Drug spending for products facing generic or biosimilar competition decreased during the same time period.
New drugs entering the market were associated with the majority of increases in Medicare Part B spending, and some of the remainder growth in drug spending stemmed from price growth for existing single-source drugs. In comparison, Part B drug spending decreased for existing drugs facing generic or biosimilar competition.
As a result, policies targeting price growth may not have as much impact on Part B drug spending as those targeting top-selling drugs, according to a study published in JAMA Health Forum.
“From 2008 to 2021, Part B drug spending per fee-for-service (FFS) enrollee increased 9.2% per year compared with the 2.6% increase in Part D spending,” the authors explained. “Such sustained increases in spending can put pressure on Medicare program reserves and spur increases in beneficiary premiums.”
As a result, there is much interest in controlling Part B spending through policies, such as the requirement of the Inflation Reduction Act (IRA) that manufacturers of some Part B drugs pay a rebate to Medicare when the growth in drug prices outpaces inflation.
The researchers analyzed 535 unique Part B drugs and found that spending increased from $24.5 billion in 2016 to $39.5 billion in 2020. However, only 15 or fewer products accounted for half of all expenditures each year. During the study period, 7 drugs, all biologics, made up the top 25% of spending. The fact that the drugs accounting for the most spending were all biologics is important because most biologics lack biosimilar competition.
Only 3 of the 7 drugs comprising the top 25% of total Part B spending each year have biosimilars on the US market:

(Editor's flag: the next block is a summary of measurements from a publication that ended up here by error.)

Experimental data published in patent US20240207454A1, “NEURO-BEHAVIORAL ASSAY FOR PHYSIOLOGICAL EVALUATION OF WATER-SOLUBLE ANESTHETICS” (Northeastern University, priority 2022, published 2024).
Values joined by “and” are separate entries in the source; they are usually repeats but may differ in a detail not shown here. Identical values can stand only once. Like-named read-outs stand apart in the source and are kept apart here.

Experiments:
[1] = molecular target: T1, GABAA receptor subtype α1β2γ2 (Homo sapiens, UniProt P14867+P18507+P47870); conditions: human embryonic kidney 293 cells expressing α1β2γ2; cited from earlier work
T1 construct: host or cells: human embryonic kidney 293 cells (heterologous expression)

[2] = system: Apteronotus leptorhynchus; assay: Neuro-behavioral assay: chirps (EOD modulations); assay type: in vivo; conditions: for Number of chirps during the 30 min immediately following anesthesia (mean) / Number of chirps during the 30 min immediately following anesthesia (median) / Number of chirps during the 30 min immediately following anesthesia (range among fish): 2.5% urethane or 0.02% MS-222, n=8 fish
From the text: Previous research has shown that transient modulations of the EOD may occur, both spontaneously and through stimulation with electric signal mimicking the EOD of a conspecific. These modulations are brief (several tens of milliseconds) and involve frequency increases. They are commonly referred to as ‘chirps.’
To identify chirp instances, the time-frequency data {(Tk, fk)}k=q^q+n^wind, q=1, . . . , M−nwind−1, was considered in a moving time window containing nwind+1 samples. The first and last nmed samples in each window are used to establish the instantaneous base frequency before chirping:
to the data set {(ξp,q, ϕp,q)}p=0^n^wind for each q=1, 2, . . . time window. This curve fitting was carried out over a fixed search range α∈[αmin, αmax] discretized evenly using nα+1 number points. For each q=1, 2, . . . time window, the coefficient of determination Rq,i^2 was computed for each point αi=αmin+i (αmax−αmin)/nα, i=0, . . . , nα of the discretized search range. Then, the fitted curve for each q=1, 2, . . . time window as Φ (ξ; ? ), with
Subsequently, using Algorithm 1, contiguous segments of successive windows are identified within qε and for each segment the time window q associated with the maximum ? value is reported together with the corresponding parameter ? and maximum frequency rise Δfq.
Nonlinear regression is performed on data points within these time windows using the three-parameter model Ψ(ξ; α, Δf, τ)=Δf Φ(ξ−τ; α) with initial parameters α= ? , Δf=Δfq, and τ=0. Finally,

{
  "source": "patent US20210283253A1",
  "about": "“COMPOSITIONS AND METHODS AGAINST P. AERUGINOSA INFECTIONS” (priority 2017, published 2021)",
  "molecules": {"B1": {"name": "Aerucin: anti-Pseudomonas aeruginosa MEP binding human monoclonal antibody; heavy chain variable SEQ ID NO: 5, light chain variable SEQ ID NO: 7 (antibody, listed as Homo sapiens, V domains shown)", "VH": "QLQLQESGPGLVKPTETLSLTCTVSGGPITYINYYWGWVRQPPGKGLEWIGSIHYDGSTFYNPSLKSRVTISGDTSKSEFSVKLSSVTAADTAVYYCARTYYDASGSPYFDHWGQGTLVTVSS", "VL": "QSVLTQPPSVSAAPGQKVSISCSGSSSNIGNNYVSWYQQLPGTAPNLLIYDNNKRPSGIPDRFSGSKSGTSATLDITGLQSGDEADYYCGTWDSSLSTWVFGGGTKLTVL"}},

Remicade, which has faced biosimilar competition the longest, was only in the top 25% of spending in 2016. After that year, the first biosimilar launched, and Remicade was no longer in the top 25%. Similarly, Neulasta dropped out of the top 25% of spending in 2018, the first year it faced biosimilar competition, and Rituxan fell out of the top 25% in 2020, shortly after its first biosimilar launched.
In 2020, $12 billion was spent on nonbiosimilar products that came to market after 2016. Existing drugs facing competition by the end of the study period saw decreased spending.
One of the key limitations noted by the authors is that drug spending and use for Medicare Advantage (MA) was not included. MA accounted for more than 40% of overall Medicare enrollment in 2020, and use of Part B drugs may differ between MA and FFS.
“Our analysis suggests that policies targeting the top-selling drugs have the greatest potential to curb spending, while those targeting price increases will have smaller effects,” the authors concluded.
In the Part D space, CMS recently announced the 10 drugs that will be subject to Medicare price negotiation as a result of the IRA. The list includes 2 drugs with approved or pending biosimilars: ustekinumab (Stelara) and etanercept (Enbrel).
There are 2 etanercept biosimilars approved—one as early as August 2016—but their launches have been delayed by patent litigation. They are expected to come to market in 2029.
While there are no ustekinumab biosimilars currently approved, they can come to market starting in 2025. Amgen’s biosimilar under review with the FDA can come to market January 1, 2025, based on its deal with Johnson & Johnson, the maker of the reference product. Alvotech and Teva also have a biosimilar under review, which could come to market February 21, 2025, based on its deal with J&J.
Hyland MF, Sachs RM, Robillard L, Hayford TB, Bai G. Spending on and use of clinician-administered drugs in Medicare. JAMA Health Forum. 2023;4(9):e232941. doi:10.1001/jamahealthforum.2023.2941